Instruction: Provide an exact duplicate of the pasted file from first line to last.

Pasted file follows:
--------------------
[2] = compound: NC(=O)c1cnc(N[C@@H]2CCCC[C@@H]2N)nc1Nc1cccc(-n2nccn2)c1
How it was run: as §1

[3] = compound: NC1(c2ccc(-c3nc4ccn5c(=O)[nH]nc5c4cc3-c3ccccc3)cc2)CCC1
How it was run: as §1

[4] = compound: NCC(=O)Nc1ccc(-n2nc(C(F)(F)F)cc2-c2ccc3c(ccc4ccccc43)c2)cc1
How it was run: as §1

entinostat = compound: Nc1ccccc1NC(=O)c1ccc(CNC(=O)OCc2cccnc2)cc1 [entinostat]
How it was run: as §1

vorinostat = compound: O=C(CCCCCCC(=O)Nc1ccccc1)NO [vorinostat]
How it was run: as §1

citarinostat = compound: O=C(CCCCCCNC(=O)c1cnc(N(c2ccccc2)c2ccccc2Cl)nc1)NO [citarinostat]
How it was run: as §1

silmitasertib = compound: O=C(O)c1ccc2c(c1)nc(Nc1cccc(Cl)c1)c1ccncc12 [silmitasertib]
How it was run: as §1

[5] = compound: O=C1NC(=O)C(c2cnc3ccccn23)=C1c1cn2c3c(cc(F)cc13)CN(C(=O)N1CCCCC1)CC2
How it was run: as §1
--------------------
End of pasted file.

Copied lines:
[2] = compound: NC(=O)c1cnc(N[C@@H]2CCCC[C@@H]2N)nc1Nc1cccc(-n2nccn2)c1
How it was run: as §1

[3] = compound: NC1(c2ccc(-c3nc4ccn5c(=O)[nH]nc5c4cc3-c3ccccc3)cc2)CCC1
How it was run: as §1

[4] = compound: NCC(=O)Nc1ccc(-n2nc(C(F)(F)F)cc2-c2ccc3c(ccc4ccccc43)c2)cc1
How it was run: as §1

entinostat = compound: Nc1ccccc1NC(=O)c1ccc(CNC(=O)OCc2cccnc2)cc1 [entinostat]
How it was run: as §1

vorinostat = compound: O=C(CCCCCCC(=O)Nc1ccccc1)NO [vorinostat]
How it was run: as §1

citarinostat = compound: O=C(CCCCCCNC(=O)c1cnc(N(c2ccccc2)c2ccccc2Cl)nc1)NO [citarinostat]
How it was run: as §1

silmitasertib = compound: O=C(O)c1ccc2c(c1)nc(Nc1cccc(Cl)c1)c1ccncc12 [silmitasertib]
How it was run: as §1

[5] = compound: O=C1NC(=O)C(c2cnc3ccccn23)=C1c1cn2c3c(cc(F)cc13)CN(C(=O)N1CCCCC1)CC2
How it was run: as §1